I continued my investigation of women’s representation in automotive museums by stopping by the R.E. Olds Transportation Museum in Lansing, Michigan. As I work my way through this project, I am discovering that the focus of a particular museum is most often determined by the interests and intention of its founders. While the museums I have visited thus far have been structured around either a place or a collector’s interest, the Olds Museum – like its name – is an automotive collection assembled based on a major car manufacturer and the man who lent it its name. The layout of the museum reveals its two identities: first, as a [literal] road through early Oldsmobile history, and second, as a looser collection of more recent Olds automobiles, additional REO endeavors, artifacts, related businesses and industries, and a bit of 1950s car culture. While the first section of the museum is tightly organized, the large back ‘dealership’ room is a little more hodgepodge, encompassing a wide variety of Olds, GM, Fisher Body, and tangential industry paraphernalia.
Because the museum is centered on a man and a car, women are not well represented. Like many of the museums I’ve visited, [visual] references to women are primarily related to fashion. There are many female mannequins placed throughout the museum garbed in the styles of a particular time related to the automobile. Other references to women include those who have donated vehicles to the collection, advertisements and promotional material, photos of [unidentified] female factory workers, and ephemera [such as employee nametags]. A glass case includes a small display of items related to the Oldsmobile Girls Club – a 1950s-60s women’s community organization – that includes photographs, programs, mugs, sewing kits, charm bracelets, vanity items, ashtrays, and a cookbook.
While women – as workers, drivers, and club members – take a back seat to the major automotive leaders on display, there are two that are named, and thus deserve special attention. The first is Metta Olds, who was married to Ransom, popularly known as ‘R.E.’ The tour through the museum begins with a focus on the Olds family and homestead. Much of that is devoted to Metta – photos, family trees, furniture, personal items, and clothing. Metta was very much a silent partner and supporter of her husband; a book titled Loves, Lives, and Labors was written about their strong relationship and Metta’s roll as ‘woman-behind-the-man’. While, as the wife of the founder, Metta could easily be referred to as the ‘First Lady of Oldsmobile’, that title was, in fact, bestowed on Helen Earley, a longtime employee who, through a number of positions, created a position for herself as the resident Oldsmobile historian. Automotive historian Robert Tate writes that Earley, as a scholar, historian, and archivist, ‘contributed a great deal of knowledge to the automotive community.’ During her career, Earley and another retiree helped establish the Oldsmobile History Center. She also co-authored two books on Oldsmobile history: Setting the Pace: Oldsmobile’s First 100 Years written with James R. Walkinshaw, and Oldsmobile: A War Years Pictorial. Earley was also one of the founding task force members responsible for creating the R.E. Olds Museum; she also served as a board member for the National Automotive History Collection, the Library and Research Center for the Antique Automobile Club of America, and was a recipient of the prestigious James J. Bradley Award from the Society of Automotive Historians. This award recognized the ‘Outstanding contributions to the preservation of historical materials related to the automobiles produced by Oldsmobile and for the spirit of helpfulness to writers, researchers, historians and restorers’.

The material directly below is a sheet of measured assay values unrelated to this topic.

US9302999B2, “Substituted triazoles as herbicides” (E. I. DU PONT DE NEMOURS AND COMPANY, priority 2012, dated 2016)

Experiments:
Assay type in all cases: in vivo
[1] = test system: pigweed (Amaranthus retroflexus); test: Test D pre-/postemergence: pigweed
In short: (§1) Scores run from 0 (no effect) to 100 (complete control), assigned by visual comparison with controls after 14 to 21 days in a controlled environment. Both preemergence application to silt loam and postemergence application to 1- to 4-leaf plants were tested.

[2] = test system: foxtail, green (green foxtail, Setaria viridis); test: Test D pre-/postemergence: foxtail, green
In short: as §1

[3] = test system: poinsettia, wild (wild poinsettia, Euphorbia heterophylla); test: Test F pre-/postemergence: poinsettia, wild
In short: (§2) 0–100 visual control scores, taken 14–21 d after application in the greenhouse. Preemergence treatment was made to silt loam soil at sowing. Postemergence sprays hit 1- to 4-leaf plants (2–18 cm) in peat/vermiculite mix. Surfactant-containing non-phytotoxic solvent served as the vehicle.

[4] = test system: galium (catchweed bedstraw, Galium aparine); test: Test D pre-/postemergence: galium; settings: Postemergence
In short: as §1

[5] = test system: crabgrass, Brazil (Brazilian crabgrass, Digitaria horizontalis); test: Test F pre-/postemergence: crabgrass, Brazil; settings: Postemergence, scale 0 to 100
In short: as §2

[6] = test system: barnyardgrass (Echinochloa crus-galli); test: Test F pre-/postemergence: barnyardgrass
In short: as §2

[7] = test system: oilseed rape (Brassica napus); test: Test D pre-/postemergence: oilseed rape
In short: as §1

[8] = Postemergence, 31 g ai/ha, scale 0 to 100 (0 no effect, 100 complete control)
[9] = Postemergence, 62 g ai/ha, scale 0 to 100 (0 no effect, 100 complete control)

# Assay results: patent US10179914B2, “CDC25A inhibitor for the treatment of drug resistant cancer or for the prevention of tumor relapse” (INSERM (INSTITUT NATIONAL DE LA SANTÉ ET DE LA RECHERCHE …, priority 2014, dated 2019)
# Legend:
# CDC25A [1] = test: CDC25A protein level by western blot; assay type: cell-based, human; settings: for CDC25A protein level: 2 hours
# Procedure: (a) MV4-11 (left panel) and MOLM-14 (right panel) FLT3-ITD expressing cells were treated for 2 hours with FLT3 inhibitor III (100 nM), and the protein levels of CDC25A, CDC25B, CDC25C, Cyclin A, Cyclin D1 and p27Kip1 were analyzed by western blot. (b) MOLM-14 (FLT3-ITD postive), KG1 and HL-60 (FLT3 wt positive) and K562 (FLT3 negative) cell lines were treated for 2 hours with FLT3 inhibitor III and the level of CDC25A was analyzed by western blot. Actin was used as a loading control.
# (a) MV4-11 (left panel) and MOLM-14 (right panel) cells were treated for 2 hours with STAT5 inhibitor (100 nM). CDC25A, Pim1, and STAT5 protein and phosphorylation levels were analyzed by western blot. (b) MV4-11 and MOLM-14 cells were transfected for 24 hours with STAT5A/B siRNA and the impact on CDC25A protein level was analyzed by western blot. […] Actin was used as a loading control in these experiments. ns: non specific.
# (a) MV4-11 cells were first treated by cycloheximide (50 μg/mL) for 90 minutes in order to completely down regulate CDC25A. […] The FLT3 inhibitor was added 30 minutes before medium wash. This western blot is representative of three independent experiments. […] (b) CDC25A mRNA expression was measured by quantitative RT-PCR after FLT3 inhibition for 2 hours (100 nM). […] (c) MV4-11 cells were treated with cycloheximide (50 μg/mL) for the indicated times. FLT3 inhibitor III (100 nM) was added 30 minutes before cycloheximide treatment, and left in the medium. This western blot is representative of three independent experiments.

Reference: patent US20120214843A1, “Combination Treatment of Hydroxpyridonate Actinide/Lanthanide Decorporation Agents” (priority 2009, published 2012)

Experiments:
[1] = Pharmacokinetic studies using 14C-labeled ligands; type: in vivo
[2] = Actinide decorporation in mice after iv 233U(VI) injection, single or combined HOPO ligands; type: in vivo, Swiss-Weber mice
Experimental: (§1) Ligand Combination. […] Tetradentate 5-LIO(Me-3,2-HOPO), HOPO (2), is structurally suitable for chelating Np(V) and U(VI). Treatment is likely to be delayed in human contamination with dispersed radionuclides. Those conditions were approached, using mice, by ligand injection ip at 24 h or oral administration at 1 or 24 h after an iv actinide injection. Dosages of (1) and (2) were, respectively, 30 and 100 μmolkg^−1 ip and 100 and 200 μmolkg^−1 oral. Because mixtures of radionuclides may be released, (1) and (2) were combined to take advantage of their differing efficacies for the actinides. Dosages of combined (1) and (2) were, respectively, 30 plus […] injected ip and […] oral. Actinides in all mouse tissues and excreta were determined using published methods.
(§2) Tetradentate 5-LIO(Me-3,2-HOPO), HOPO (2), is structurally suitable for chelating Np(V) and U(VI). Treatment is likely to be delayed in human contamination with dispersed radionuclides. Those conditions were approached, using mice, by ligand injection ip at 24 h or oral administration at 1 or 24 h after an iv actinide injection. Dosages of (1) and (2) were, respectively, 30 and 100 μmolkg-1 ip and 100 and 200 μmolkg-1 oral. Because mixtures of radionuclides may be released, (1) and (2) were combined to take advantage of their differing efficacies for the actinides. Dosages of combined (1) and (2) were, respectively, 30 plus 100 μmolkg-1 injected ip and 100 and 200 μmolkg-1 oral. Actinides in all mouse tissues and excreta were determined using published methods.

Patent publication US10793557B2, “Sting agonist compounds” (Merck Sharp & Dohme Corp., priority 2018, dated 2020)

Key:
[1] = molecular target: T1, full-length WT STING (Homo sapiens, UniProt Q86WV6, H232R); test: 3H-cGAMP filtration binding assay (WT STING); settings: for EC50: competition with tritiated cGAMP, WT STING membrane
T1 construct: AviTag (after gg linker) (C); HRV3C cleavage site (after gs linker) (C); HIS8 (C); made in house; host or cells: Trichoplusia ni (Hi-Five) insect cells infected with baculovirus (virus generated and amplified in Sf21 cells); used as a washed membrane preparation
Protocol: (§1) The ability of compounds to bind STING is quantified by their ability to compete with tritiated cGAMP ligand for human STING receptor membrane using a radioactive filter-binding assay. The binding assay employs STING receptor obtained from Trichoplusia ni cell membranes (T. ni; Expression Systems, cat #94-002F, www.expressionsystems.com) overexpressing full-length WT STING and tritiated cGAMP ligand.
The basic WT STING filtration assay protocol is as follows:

Despite Earley’s importance to Oldsmobile history and the museum, one has to search to find out anything about her. There is her name over the board room, a portrait on the board room wall, and a card clipped to a driving outfit on one of the displays. I finally discovered a glass case containing some photos and her self-authored obituary in a hidden away corner of the ‘dealership’ room. Although recognized as the designated ‘first lady’, Earley receives what can be described as second-class attention.
The RE Olds Transportation Museum was an interesting stop on my tour of automotive museums. While the collection focuses on a specific individual and the company he founded, women’s unique contributions to Oldsmobile can be uncovered if one looks hard enough.